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Most-Stolen Cars in the US: Is Your Vehicle a Target?

Today, the National Insurance Crime Bureau (NICB) released its annual list of the United States’ most-stolen cars and trucks. Ford trucks top the ‘Hot Wheels’ report for the second year in a row.

Full-size Ford trucks are still the United States’ most-stolen vehicles, but 2020 saw a steep increase in the theft of full-size Chevy trucks. The NICB’s “Hot Wheels” report found that thieves stole 26% more Chevy trucks in 2020 than in 2019, which vaulted the trucks past the Honda Civic into second place on the list.

The NICB also found that car thefts increased across the board in 2020. David Glawe, president and CEO of the organization, cited COVID-19 among the factors that influenced the heightened crime rate.

“Auto thefts saw a dramatic increase in 2020 versus 2019 in part due to the pandemic, an economic downturn, law enforcement realignment, depleted social and schooling programs, and, in still too many cases, owner complacency,” Glawe said.

Every car on the most-stolen cars list saw a theft increase from 2019 to 2020. But Ford, Chevy, and GMC trucks and the Honda CR-V were the only vehicles to post double-digit percentage jumps.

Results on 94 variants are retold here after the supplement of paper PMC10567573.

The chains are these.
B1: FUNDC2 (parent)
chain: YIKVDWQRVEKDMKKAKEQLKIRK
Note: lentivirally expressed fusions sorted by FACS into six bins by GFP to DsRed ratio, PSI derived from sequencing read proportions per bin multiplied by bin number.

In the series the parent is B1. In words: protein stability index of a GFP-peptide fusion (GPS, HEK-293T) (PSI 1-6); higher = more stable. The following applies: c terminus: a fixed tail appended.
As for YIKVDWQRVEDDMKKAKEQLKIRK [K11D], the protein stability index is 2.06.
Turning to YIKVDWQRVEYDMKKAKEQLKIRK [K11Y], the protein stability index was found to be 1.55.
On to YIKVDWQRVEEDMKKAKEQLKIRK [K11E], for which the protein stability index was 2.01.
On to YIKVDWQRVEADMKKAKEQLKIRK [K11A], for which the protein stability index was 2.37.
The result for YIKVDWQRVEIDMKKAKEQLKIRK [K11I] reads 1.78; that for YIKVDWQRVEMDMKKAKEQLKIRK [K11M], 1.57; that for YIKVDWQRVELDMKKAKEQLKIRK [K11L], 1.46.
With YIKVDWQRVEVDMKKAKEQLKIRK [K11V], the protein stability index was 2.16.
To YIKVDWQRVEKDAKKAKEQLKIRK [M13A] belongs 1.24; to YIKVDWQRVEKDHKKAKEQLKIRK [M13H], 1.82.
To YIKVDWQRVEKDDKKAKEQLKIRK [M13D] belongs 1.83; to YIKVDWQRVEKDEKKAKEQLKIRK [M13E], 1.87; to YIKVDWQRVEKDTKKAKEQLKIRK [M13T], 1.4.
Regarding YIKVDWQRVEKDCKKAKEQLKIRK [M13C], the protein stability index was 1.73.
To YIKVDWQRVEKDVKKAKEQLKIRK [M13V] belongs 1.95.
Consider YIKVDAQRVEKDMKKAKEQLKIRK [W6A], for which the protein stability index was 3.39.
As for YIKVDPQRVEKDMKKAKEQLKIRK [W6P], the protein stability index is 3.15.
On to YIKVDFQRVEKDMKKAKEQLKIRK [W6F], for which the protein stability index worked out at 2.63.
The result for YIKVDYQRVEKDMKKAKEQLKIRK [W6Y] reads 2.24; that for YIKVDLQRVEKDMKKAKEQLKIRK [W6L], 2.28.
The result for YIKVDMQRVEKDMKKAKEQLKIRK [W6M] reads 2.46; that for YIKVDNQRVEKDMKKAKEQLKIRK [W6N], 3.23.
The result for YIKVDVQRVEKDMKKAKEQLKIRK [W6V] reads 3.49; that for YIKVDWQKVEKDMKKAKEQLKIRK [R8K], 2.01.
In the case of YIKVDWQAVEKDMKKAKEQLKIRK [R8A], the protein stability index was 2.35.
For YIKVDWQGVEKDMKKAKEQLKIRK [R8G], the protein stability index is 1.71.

most stolen car data

Typically, popular cars are targets. Successful car theft involves a smooth operation and easy parting out or resale. Cars that use universally available parts and blend into the crowd are low-hanging fruit.

Chevy trucks are the second most stolen car in the U.S.
2021 Chevy Silverado RST

Don’t want your trusty steed to end up in a chop shop? Try the time-tested “Hide Lock Take” method. Hiding your belongings, locking your car, and taking your keys and valuables with you can work wonders.

However, that doesn’t always do the trick. As the owner of an extremely popular model year of GMC half-ton truck, I’ve had both my door handles forced within the last year. I still have the truck, along with most of my valuables, but it can be a vexing problem.

In its guidelines to protect against theft, the NICB doesn’t offer much beyond using common sense and a car alarm — the first line of defense it suggests is to remove your keys from the ignition.

If your car has some kind of immobilizing firewall that prevents hotwiring, you’re relatively safe. If not, you could always try a third-party GPS tracker. Some varieties notify you or even ping a police monitoring system if they detect thievery.

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Sam Anderson

Sam Anderson is a staff writer at GearJunkie, and several other All Gear websites.

He has been writing about climbing, cycling, running, wildlife, outdoor policy, the outdoor industry, vehicles, and more for 2 years. Prior to GearJunkie, he owned and operated his own business before freelancing at GearHungry. Based in Austin, Texas, Anderson loves to climb, boulder, road bike, trail run, and frequent local watering holes (of both varieties).